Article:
At CCFC, we recognize that “life happens” and sometimes conflicts are unavoidable. However, we require 75% attendance for this treatment to be effective. If a client misses 4 consecutive sessions in one mode of treatment (skills class or individual therapy), or 5 overall missed sessions, they withdraw from the Comprehensive DBT program. Return to the program is negotiable and may after re-assessment and DBT team consultation.

Our Comprehensive DBT Adolescent Program includes all four core components of DBT: Individual therapy:, Skills training:, Phone coaching, and Consultation team. Each component of a DBT comprehensive program supports the other. 

Since every teen is unique, there is not a one size fits all answer. A Comprehensive DBT program may be appropriate for some teens, especially if they present with life threatening or self-destructive behaviors. DBT helps teens change extreme, negative, life-threatening behaviors and emotions to positive, life worth living ones.  Learn more about the effectiveness of DBT at this link to Behavior Tech’s  DBT Research Trials. Learn more about the importance of what to look for in a DBT program as a parent.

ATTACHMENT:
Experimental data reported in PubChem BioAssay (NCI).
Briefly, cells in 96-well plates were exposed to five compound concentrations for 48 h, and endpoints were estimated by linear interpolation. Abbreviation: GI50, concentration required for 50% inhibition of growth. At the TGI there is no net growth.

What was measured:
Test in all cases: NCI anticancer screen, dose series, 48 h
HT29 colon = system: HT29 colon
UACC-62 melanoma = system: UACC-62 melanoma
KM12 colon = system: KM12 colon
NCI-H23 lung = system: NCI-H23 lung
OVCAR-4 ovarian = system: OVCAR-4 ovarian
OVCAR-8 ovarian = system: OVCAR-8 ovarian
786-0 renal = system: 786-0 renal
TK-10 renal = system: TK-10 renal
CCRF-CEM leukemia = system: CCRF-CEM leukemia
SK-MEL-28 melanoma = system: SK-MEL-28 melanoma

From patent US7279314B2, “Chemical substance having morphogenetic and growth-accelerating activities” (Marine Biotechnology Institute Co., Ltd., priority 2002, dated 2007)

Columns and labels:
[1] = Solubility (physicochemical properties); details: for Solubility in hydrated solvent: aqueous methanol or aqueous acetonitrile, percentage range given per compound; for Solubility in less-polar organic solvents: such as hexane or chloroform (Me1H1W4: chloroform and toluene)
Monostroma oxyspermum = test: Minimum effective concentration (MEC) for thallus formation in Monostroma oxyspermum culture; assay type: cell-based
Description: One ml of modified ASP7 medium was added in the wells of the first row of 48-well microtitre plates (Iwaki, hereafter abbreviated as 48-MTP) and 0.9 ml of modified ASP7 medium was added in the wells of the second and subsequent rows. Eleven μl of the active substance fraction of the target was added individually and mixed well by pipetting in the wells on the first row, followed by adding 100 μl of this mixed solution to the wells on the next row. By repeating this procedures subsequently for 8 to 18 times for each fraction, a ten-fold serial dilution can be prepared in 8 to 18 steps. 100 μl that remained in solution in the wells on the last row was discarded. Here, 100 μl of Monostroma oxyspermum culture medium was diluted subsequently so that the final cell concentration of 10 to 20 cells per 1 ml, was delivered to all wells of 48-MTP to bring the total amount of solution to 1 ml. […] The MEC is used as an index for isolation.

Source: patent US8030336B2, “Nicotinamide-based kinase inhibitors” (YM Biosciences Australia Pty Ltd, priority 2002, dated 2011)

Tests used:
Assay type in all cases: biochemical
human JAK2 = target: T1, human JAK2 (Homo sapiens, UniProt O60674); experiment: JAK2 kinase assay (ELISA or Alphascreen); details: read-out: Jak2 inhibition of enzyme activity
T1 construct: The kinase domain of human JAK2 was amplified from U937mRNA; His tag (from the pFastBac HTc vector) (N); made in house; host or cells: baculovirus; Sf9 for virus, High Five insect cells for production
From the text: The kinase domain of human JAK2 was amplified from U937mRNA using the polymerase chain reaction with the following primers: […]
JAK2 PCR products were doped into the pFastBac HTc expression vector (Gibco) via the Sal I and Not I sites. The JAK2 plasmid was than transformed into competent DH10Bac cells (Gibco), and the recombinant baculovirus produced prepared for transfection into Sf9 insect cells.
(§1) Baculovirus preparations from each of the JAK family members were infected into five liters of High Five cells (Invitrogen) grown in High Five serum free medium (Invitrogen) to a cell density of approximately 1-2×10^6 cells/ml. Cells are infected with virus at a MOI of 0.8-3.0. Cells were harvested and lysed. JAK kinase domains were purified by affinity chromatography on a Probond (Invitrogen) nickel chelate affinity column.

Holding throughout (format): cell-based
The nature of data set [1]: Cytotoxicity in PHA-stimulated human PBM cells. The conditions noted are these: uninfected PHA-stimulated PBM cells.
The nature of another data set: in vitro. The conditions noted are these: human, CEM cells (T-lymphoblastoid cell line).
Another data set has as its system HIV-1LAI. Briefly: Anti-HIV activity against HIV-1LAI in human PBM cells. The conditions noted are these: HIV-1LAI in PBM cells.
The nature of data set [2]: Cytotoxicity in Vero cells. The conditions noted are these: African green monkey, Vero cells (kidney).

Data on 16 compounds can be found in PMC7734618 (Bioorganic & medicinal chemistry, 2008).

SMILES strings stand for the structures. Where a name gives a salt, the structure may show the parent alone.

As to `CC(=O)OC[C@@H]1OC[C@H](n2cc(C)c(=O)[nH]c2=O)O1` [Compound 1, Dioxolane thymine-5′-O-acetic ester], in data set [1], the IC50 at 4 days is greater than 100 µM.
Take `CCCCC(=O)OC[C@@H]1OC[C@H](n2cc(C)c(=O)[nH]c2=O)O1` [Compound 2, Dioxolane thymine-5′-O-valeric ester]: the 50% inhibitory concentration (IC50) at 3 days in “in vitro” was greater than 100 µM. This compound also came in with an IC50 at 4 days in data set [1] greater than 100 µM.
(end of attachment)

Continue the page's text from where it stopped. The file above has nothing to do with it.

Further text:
DBT is ideal for clients and families who struggle with borderline personality traits, bipolar disorder signs and symptoms, and severe anxiety or depression. Clients who want support in learning more effective ways of dealing with big emotional disruptions, impulsive behavior, high conflict, or self-harming urges can benefit from DBT. 

Because the basis of DBT is learning new skills, this takes time to “unlearn to relearn” new behaviors. Many of our clients report initial improvements within the first 3 months of treatment, some struggle more and see more improvement closer to their completion of the first 6 months. For this reason, we recommend two rounds of Skills Training class for an entire year of practice and support. 

If your teen already has an individual therapist who has a basic understanding of the 5 Modules and DBT skills taught within the Modules, they are welcome to continue working with them while they attend CCFC’s Skills Training Class. CCFC will collaborate with the individual therapist, and the therapist will be required to sign the “Outside Provider Agreement” which clearly outlines the roles and responsibilities of the individual therapist as well as our Skill Training facilitators. Alternatively, some clients determine they want to switch to a CCFC DBT therapist for ease in collaboration and continuity of support. 

Comprehensive DBT is a perfect treatment option for clients who: 

  1. Want to avoid transitioning to a higher level of care due to the disruption of school, family and social life, OR
  2. Require more intensive support after completing residential, PHP, or IOP levels of care. 

Mental health progress will involve ups and downs and lapses in effective skills are common. Your individual therapist will help you and your teen see and solve obstacles. Here at CCFC, we welcome parents providing information about concerns, loss of motivation, or obstacles the DBT team might not be fully aware of.